Some manufacturers claim simple sugars have no place in a product designed for exercise performance. While many claims are included, the important one to address is that a drink made of simple sugars alone cannot provide enough calories while maintaining osmolarity to fuel endurance exercise. We at GU agree that a product solely based on simple sugars is not ideal. But we also know that simple sugars, like fructose, have an important place in carbohydrate replacement during exercise. That is why GU Brew, GU Energy Gel, Roctane, and Chomps are all made of a mix of maltodextrin and fructose. Generalizing that all simple sugars are evil is misleading.
The Science of Glucose
Glucose (maltodextrin) and galactose are transported from the gut to the blood by a protein transporter. This transporter is the Na+/glucose co-transporter 1 or SGLT1 (Shirazi-Beechey, 1990) and like all transport proteins, can become saturated at high concentrations of glucose, becoming a bottleneck for energy absorption.
There is a limit to how much and how fast glucose can be absorbed, and therefore utilized by working muscles using only one type of carbohydrate transporter.
The Science of Fructose
Fructose, a simple sugar, is transported using a totally different transporter called GLUT5 (Davidson, 1992). The benefit here is that now you can add a simple sugar to a drink containing maltodextrin (glucose), and not be limited by only one carbohydrate transporter. Using more than one carbohydrate transporter allows a greater rate of carbohydrate uptake compared to only one type of carbohydrate at a time. Studies have been done adding fructose to a maltodextrin drink, and found the addition of fructose increased total carbohydrate transport and, ultimately oxidation (Jentjiens, 2004, Wallis, 2005). Peak rates of carbohydrate oxidation using maltodextrin alone were approximately 1.1 g/min, which increased to 1.5 g/min with the addition of fructose (Wallis, 2005). More carbohydrate oxidation using fructose + maltodextrin (36% in this case) means better sparing of glycogen stores. It also allows an athlete to exercise at a higher percent of VO2max once those precious glycogen stores have been depleted and they are reliant on exogenous carbohydrate (Smith, 2010).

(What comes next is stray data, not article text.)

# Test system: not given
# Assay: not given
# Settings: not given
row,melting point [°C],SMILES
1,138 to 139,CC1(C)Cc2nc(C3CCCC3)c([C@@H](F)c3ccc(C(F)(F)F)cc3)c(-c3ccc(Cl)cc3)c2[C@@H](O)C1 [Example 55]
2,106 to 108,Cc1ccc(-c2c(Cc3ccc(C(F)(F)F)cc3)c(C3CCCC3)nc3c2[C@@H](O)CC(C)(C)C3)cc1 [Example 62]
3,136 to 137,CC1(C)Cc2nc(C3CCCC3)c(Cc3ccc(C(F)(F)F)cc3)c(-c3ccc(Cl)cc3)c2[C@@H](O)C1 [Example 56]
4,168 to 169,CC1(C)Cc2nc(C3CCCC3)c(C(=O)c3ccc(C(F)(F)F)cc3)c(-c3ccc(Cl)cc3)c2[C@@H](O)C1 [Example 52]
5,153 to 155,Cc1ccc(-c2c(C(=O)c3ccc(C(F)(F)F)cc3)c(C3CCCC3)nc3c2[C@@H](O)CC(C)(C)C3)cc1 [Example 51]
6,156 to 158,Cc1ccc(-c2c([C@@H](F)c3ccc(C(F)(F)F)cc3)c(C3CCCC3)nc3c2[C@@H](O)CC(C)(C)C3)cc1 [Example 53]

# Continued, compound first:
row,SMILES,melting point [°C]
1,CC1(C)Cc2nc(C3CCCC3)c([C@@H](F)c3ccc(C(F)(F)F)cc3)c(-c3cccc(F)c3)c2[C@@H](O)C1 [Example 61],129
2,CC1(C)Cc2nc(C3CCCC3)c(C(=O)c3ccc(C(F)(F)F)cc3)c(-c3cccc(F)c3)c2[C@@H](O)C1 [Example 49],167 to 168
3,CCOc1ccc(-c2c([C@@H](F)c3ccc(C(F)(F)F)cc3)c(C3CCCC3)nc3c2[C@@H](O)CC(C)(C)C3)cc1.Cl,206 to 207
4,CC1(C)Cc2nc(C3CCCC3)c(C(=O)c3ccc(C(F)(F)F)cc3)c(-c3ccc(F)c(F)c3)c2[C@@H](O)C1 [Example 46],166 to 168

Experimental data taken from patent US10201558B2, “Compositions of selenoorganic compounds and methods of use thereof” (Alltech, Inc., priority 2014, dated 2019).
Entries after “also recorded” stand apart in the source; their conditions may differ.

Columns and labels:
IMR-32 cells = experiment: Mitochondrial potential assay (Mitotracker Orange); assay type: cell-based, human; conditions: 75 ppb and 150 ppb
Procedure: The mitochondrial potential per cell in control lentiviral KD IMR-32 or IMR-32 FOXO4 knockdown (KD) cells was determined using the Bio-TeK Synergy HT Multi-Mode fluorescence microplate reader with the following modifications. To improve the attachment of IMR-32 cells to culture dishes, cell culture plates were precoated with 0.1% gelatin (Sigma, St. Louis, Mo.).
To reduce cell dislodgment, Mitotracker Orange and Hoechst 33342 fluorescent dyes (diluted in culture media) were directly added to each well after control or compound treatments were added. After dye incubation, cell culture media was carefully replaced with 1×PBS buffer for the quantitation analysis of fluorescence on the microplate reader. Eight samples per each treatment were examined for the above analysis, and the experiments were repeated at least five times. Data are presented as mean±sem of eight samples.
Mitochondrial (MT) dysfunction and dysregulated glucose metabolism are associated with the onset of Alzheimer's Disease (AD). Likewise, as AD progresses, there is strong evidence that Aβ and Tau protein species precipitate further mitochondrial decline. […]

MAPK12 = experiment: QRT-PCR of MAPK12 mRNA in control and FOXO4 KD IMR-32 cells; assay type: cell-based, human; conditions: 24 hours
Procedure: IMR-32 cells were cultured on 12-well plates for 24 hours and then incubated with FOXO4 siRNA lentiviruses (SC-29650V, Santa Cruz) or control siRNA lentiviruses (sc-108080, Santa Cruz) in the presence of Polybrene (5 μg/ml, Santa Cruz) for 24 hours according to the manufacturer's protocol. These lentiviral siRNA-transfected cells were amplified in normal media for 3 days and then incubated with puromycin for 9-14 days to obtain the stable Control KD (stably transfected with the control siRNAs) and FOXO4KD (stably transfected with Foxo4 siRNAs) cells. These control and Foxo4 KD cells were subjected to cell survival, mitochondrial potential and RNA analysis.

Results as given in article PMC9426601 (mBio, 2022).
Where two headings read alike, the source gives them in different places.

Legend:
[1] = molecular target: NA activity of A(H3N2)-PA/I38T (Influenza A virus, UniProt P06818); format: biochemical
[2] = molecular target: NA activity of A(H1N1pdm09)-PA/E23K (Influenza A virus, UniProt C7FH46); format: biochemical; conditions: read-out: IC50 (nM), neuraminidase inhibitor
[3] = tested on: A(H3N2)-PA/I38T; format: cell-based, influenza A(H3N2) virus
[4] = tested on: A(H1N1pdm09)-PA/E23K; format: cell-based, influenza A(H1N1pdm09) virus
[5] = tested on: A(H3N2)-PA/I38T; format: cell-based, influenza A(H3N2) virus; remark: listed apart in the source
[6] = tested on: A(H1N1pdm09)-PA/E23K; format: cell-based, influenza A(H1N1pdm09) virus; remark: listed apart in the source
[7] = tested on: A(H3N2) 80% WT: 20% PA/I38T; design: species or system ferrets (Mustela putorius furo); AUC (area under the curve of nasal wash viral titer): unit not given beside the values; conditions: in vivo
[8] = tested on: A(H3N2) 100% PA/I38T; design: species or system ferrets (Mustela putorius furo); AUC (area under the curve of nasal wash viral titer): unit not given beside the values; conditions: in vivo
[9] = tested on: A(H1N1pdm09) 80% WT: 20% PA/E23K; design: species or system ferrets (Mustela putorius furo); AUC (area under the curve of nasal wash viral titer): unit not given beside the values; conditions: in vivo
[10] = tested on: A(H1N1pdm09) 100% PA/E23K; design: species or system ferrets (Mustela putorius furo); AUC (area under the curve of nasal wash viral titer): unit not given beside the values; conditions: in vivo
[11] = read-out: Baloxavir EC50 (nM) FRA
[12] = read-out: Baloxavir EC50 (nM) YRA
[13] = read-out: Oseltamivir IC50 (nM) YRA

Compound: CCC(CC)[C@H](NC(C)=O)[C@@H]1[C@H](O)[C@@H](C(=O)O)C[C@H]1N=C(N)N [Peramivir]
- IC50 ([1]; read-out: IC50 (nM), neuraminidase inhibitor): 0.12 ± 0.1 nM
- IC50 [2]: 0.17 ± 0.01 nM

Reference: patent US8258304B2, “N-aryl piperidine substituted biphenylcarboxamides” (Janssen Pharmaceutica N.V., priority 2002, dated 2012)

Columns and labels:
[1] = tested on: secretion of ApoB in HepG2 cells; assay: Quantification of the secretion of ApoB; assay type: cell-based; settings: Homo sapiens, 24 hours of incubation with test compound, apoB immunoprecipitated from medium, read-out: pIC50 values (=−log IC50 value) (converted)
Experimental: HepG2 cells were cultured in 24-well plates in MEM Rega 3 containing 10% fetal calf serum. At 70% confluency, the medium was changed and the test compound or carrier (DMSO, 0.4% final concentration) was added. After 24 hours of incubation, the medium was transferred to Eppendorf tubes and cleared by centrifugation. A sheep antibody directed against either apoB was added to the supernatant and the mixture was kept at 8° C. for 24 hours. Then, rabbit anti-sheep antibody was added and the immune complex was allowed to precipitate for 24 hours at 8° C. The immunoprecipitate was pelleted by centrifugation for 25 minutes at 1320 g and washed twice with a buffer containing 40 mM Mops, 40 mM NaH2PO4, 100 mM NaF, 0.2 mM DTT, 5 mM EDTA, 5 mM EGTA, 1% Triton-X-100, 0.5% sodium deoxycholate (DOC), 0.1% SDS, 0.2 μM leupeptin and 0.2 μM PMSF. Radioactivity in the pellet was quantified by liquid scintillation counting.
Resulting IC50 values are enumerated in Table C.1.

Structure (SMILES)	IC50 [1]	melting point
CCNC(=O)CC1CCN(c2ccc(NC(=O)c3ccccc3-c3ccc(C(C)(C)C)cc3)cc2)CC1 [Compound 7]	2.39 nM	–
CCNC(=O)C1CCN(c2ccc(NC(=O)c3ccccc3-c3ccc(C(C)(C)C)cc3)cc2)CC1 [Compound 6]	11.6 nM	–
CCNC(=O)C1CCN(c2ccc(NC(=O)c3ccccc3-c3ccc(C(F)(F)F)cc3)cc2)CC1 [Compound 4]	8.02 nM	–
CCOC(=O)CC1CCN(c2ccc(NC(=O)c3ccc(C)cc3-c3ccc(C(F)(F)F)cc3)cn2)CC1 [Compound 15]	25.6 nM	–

Varying the types of sugar (and thus carbohydrate transporters) improves the rate at which the carbohydrates are used by working muscles.
Simple sugars have also been shown to increase the content of SGLT1 receptors in the gut (Shirazi-Beechey, 1996). Therefore, by eating high carbohydrate diets and simple sugars, you can actually train your body to digest and process more carbohydrate energy (Ferraris and Diamond, 1989, Moran 2010).
More transporters mean less chances of a bad stomach on race day, and the ability to absorb and utilize more carbohydrates during exercise.
Fructose and simple sugars do not limit the amount of energy that can be digested and used for energy – the opposite is true. The addition of fructose to maltodextrin allows the athlete to tap into multiple carbohydrate transport proteins, increasing the rate of carbohydrate transport by the gut, promoting increased carbohydrate oxidation compared to maltodextrin alone. Therefore, despite claims to the contrary, simple sugars such as fructose play an important role in carbohydrate supplementation for endurance athletes.